• soft play centres and areas (including inflatable parks and trampolining centres),
    • circuses,
    • fairgrounds,
    • funfairs,
    • water parks and
    • theme parks
  • animal attractions such as
    • zoos,
    • safari parks,
    • aquariums, and
    • wildlife reserves
  • Indoor attractions at venues such as
      • botanical gardens,
      • heritage homes and
      • landmarks
        • though outdoor grounds of these premises can stay open for outdoor exercise.
  • Personal care facilities such as
    • hair,
    • beauty,
    • tanning nail salons
    • tattoo parlours,
    • spas,
    • massage parlours,
    • body and skin piercing services
      • These services should not be provided in other people’s homes
  • Community centres and halls must close except for a limited number of exempt activities, as set out below.
  • Libraries can remain open to provide access to IT and digital services – for example for people who do not have it at home – and for click-and-collect services

Some of these businesses and places will also be permitted to be open for a small number of exempt activities. A full list of exemptions can be found in the ​guidance on closing certain businesses and venues in England​, but includes:

  • Education and training – for schools to use sports, leisure and community facilities where that is part of their normal provision
  • Childcare purposes and supervised activities for those children eligible to attend
  • Hosting blood donation sessions and foodbanks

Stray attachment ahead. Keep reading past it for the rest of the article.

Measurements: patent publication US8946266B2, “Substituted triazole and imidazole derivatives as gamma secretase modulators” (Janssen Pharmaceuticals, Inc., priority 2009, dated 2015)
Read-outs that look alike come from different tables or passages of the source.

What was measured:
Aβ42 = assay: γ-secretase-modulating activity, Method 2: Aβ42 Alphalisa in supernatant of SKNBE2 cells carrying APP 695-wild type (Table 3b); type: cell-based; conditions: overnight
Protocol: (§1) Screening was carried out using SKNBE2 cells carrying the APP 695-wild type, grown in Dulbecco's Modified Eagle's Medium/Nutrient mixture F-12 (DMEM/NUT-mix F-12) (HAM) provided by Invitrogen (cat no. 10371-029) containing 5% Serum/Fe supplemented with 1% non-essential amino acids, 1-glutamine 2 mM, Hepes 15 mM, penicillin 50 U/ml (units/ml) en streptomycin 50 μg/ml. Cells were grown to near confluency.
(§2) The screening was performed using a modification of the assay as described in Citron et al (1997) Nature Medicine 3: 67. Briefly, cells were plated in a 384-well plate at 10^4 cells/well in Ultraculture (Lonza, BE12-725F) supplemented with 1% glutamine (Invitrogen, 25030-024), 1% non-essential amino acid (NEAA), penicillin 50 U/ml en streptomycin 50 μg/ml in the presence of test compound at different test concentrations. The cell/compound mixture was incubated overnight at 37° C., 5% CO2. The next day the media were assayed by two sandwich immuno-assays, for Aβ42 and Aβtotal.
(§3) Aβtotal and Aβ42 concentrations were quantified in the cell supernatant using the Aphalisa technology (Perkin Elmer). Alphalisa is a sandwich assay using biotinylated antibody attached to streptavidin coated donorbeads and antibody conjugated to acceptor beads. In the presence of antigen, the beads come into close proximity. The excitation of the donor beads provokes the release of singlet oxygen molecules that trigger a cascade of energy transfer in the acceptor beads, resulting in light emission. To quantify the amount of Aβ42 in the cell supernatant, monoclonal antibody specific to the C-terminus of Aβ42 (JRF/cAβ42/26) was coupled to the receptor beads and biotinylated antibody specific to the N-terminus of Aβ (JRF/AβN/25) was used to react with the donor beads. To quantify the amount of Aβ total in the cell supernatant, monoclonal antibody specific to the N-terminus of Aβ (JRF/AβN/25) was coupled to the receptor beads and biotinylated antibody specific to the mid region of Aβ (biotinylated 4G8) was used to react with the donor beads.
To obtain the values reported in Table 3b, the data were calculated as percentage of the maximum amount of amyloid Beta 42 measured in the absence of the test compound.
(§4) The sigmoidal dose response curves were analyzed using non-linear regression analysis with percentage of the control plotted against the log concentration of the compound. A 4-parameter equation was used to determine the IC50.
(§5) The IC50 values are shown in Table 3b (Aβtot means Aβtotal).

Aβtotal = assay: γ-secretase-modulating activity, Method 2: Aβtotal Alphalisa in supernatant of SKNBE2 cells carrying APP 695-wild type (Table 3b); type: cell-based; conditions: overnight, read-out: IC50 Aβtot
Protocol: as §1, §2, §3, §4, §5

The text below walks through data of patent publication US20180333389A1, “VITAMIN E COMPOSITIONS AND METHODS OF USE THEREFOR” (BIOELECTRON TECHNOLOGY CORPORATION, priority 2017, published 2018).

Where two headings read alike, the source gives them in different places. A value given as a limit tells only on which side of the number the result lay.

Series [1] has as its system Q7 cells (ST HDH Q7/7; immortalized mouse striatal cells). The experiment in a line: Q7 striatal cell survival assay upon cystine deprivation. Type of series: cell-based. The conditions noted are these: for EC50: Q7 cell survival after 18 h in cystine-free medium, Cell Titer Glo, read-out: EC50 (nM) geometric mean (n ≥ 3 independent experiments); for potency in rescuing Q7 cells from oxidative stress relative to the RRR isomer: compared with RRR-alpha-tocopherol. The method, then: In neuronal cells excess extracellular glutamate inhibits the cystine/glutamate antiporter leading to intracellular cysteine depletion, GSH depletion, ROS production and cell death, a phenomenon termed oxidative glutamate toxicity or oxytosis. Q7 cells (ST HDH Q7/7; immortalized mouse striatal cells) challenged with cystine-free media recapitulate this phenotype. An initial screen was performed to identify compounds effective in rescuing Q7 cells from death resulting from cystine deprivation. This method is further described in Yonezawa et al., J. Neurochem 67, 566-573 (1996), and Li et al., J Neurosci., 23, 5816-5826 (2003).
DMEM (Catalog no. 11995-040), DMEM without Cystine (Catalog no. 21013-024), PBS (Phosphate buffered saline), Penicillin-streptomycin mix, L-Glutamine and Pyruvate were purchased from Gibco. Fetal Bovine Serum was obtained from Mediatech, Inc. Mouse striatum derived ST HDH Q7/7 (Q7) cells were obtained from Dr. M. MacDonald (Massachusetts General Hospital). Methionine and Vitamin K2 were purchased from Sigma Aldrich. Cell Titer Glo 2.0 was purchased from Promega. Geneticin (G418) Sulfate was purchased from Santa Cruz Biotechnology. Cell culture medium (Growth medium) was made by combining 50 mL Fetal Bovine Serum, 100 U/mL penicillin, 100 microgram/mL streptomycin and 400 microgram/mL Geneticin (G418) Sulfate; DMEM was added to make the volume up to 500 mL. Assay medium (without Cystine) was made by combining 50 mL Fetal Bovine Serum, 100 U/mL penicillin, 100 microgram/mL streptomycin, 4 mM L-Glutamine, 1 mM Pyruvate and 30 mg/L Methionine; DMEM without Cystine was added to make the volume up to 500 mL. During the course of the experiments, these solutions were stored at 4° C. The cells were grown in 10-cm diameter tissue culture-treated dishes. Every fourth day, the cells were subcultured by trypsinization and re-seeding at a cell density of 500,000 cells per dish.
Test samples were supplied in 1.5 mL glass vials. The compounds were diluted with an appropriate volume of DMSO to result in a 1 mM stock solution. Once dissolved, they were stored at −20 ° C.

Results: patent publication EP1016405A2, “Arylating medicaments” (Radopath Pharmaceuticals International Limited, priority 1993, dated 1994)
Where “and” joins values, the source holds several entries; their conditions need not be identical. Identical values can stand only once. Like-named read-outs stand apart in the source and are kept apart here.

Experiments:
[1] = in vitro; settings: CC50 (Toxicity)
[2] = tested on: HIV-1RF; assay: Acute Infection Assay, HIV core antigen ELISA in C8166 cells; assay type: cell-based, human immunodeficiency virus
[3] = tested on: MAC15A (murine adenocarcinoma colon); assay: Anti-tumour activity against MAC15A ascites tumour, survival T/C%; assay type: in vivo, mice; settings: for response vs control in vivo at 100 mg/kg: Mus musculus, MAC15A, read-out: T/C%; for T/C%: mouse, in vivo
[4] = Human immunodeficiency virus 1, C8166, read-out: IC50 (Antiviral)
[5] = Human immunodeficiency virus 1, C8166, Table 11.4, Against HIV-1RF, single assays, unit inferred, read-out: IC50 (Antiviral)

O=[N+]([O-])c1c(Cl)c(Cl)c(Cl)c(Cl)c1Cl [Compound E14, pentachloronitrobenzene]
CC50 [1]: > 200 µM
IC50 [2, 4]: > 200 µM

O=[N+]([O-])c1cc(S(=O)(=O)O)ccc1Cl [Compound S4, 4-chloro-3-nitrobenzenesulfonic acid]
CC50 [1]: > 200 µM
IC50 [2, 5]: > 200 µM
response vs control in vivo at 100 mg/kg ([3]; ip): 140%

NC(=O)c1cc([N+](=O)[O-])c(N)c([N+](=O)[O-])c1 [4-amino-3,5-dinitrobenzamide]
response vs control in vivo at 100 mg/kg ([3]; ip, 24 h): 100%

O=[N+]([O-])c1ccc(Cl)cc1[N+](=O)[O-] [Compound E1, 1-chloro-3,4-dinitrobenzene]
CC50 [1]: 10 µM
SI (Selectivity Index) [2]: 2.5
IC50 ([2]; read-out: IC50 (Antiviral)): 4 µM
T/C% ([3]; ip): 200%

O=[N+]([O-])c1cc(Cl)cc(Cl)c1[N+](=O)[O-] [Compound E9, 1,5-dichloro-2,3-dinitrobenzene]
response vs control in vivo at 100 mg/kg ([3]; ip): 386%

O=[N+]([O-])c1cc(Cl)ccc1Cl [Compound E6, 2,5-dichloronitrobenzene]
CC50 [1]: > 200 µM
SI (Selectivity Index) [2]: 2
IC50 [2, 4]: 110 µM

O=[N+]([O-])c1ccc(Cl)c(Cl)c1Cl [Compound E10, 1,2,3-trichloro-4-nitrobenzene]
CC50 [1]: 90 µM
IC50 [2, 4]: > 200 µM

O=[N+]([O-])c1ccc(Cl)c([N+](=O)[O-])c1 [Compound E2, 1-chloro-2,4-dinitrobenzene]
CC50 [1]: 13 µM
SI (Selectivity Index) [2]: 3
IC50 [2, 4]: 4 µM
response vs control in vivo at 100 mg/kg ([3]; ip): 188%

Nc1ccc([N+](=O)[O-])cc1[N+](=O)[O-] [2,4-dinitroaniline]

• To provide medical treatment
  • For elite sports persons to train and compete (in indoor and outdoor sports facilities), and professional dancers and choreographers to work (in fitness and dance studios)
  • For training and rehearsal without an audience (in theatres and concert halls)
  • For the purposes of film and TV filming

Businesses and venues which can remain open

Other businesses and venues are permitted to stay open, following COVID-19 secure guidelines. Businesses providing essential goods and services can stay open. The full list of these businesses can be found in the ​guidance on closing certain businesses and venues in England​, but includes:

  • Essential retail such as
    • foodshops,
    • supermarkets,
    • pharmacies,
    • garden centres,
    • building merchants
    • suppliers of building products
    • off-licences
  • Market stalls selling essential retail
  • Businesses providing repair services where they primarily offer repair services
  • Car Facilities
    • Petrol stations,
    • Automatic (but not manual) carwashes,
    • vehicle repair and MOT services,
    • bicycle shops,
    • taxi and vehicle hire businesses
  • Financial Institutions such as
    • Banks,
    • Building societies,
    • Post Offices,
    • Short-term loan providers
    • Money transfer businesses
  • Funeral directors
  • Laundrettes and dry cleaners
  • Medical and dental services
  • Vets and retailers of products and food for the upkeep and welfare of animals
  • Animal rescue centres, boarding facilities and animal groomers (may continue to be used for animal welfare, rather than aesthetic purposes)
  • Agricultural supplies shops
  • Mobility and disability support shops
  • Storage and distribution facilities
  • Car parks, public toilets and motorway service areas
  • Outdoor playgrounds
  • Outdoor parts of botanical gardens and heritage sites for exercise
  • Places of worship
  • Crematoriums and burial grounds